25 Perplexing Things From 'Spy Kids,' Because Your Favorite Kid's Film Is Made Of Pure Nightmare Fuel

If you were a preteen in 2001, and tickets for Shrek were already sold out, you've probably seen in the amusing-if-not-terrifying Spy Kids . If you were unaware, Spy Kids is a Robert Rodriguez (think From Dusk 'Till Dawn) film, so by nature when it's bad, it's sort of winkingly bad — in fact, it almost bounces back to good in the end. Still, I needed an excuse to rewatch the film, and a chance to point out some things that are especially peculiar, so that makes it today's bad movie rewatch.

Here's a refresher for the film, since I know odds are that it's probably been a while: Carmen and Juni Cortez live with their mysterious parents Gregorio and Ingrid. Gregorio and Ingrid are spy consultants who gave up field work to raise a family, but decide to go out for one last mission. Unfortunately, though, they then get captured by children's television series star Floop, who's helping a businessman named Mr. Lisp create an army of robot children with spy intelligence. Bottom line, it's up to the younger Cortez's to save their parents... and the day.

Altogether though it's wacky it could be worse, and as a bonus it includes the unlikely origin of another character from Rodriguez's catalog. So, strap in for a journey back to the early 2000's classic, Spy Kids.

1. Juni has warts on his hand, because his parents buy him medicine from the 99 Cents Only store.

Really, guys, you're working with two spy salaries, splurge a little.

2. Carmen asks her mother to tell her the bed time story about the two spies who fell in love.

And she does, it seems like a story Carmen's heard a thousand times.

But then she acts all surprised and weird and "that story needs a better ending, mom."

3. These two spies have gigantic interfaces that they use in a bedroom directly connected to their children's room.


4. Gregorio is rocking the Cosby sweater.

Weird on many levels, particularly because they live somewhere generally South West-y.

5. Everything about this show.

It's like if the acid-trip boat scene in Willy Wonka and the Chocolate Factory was stretched out into 22 minutes.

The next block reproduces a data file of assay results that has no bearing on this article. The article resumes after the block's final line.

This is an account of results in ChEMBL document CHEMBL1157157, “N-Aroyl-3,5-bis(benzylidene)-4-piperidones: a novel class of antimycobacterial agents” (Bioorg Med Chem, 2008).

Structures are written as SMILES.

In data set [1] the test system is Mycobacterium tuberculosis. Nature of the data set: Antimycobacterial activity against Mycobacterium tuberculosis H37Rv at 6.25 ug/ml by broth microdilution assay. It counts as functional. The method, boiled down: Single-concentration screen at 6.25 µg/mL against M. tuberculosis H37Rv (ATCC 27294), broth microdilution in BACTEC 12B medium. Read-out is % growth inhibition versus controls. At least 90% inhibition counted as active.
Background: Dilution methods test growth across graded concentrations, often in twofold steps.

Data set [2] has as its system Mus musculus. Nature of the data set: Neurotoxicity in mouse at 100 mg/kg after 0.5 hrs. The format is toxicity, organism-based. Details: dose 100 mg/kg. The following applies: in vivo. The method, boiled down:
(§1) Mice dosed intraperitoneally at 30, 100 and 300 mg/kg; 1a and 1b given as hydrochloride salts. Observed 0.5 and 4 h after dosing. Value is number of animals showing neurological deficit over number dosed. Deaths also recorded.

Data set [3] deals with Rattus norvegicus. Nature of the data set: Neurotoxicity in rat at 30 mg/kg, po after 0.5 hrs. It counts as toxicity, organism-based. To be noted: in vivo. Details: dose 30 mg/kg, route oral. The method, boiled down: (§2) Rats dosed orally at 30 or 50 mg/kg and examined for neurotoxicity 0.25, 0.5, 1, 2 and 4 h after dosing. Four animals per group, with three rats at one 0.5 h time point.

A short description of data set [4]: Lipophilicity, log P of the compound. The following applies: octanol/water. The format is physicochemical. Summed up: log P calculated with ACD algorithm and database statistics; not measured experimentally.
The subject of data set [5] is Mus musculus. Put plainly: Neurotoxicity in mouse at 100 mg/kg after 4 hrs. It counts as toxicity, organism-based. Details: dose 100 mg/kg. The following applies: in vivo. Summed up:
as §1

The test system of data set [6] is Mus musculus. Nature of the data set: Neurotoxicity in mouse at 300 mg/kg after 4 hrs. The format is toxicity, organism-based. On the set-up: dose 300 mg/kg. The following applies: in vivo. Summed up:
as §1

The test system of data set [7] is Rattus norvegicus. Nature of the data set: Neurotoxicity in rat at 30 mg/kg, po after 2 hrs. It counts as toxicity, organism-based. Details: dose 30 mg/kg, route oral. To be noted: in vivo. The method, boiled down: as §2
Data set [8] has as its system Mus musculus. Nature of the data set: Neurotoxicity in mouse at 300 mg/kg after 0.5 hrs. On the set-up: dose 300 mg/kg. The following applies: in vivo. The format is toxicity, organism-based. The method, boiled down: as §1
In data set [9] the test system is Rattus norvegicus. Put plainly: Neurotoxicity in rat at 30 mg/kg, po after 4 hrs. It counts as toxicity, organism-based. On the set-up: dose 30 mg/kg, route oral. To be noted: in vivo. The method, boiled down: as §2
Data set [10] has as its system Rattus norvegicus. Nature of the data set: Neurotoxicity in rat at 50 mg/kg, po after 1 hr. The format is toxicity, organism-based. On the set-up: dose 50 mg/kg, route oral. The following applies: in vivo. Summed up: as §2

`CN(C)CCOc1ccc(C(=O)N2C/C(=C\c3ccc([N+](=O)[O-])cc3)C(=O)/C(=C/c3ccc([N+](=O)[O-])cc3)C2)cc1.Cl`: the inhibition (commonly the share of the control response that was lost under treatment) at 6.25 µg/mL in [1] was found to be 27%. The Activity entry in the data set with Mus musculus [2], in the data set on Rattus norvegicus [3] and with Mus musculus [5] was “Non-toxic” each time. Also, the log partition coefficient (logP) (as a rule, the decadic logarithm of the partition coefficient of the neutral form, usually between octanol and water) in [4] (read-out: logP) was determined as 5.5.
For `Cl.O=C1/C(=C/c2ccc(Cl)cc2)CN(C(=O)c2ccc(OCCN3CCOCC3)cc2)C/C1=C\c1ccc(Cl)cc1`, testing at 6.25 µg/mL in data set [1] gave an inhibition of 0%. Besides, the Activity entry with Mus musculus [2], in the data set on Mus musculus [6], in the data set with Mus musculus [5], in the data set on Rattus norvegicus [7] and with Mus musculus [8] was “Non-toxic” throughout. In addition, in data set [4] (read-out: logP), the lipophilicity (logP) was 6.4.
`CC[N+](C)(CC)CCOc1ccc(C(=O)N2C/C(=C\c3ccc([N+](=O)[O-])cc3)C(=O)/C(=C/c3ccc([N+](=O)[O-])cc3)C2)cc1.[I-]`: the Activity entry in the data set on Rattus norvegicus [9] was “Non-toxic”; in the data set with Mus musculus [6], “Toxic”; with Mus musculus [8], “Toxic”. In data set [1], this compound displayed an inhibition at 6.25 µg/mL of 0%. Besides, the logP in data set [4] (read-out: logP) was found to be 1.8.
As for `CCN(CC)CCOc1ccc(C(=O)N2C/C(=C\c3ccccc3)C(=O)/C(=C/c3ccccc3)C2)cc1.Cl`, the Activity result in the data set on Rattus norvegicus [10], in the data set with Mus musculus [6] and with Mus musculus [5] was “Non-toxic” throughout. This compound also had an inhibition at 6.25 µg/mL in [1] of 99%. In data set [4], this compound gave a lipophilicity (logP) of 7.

6. This dad, who casually encourages his son into bullying.

Of course he wears a salmon colored polo shirt. Of course.

7. This wonky Floop action figure.

Terrible likeness, and undoubtedly another dollar store purchase.

Pictured here is the real Floop, which is, by my dad's assessment "Basically Alan Cumming doing Martin Short." Yeah.


Not even regular unleaded nightmare fuel, but PREMIUM nightmare fuel. JUST LOOK AT THEM.

9. The CGI thumbs take the edge off, though.

And suddenly I feel a lot less scared.

10. "Hey churros, how are you?"

Did he just compare those children to the cinnamon stick dessert?

11. This pencil-thin mustache.

His code name was "The Creep."

12. Somehow Ingrid and Gregorio's car doubles as a submarine.

If they've retired formally from spying, why would they need this sort of advanced vehicle? Is this just part of your benefits of being a spy consultant? 401(k), dental, and water minivan?

13. The Thumb-Thumbs wear masks to conceal their identity. Um.

Few humans are that thumb-shaped.

14. "Check it out!"

"Product placement!"

15. Presented without comment.

16. "It's a cruel, cruel world/all you little boys and girls/all you little boys and girls/and some mean nasty people/want to have you for their supper"


Incidentally this song is pretty much something dug out of Danny Elfman's waste basket.

17. "This hardware gets in the way of my creative abilities!"

Me vs. the Internet.

18. "You better stop calling me names?"

"Or what?"

"Or I'll call you names."

Just of note, this is like every brother-sister relationship ever. Honestly, my little brother just stopped quoting this three months ago.

He's 22.

19. Nobody on the playground notices that the roundabout is not only being bogarted, but going a kajillion miles per hour.

Oh no, wait, JK.

20. Um. This is Machete.

People forget this. I forgot this. But Danny Trejo, the badass that eventually starred in the Rodriguez films Machete and Machete Kills (also Breaking Bad), first turns up as Juni and Carmen's weird uncle.


So that.

21. Juni's Fooglie design is decidedly less sophisticated than the others.

So he won't be receiving a RISD scholarship anytime soon, but at least I'll be able to sleep enough.

22. Gregorio, however, is somehow masterful at Fooglie creations.

You need to fulfill art credits before you can graduate spy school. Gregorio was excellent at sculpture. He was less successful with watercolors.

23. Anything, all is well and good after the Cortez's adopt some Thumb-Thumbs.

Why not.

24. Plus we get a random George Clooney cameo, because, also, why not.

Never a bad time for a Clooney cameo!

25. And we end with these demonic robot children fronting Floop's show.

Nightmare fuel forever.

Images: Miramax/Netflix (26)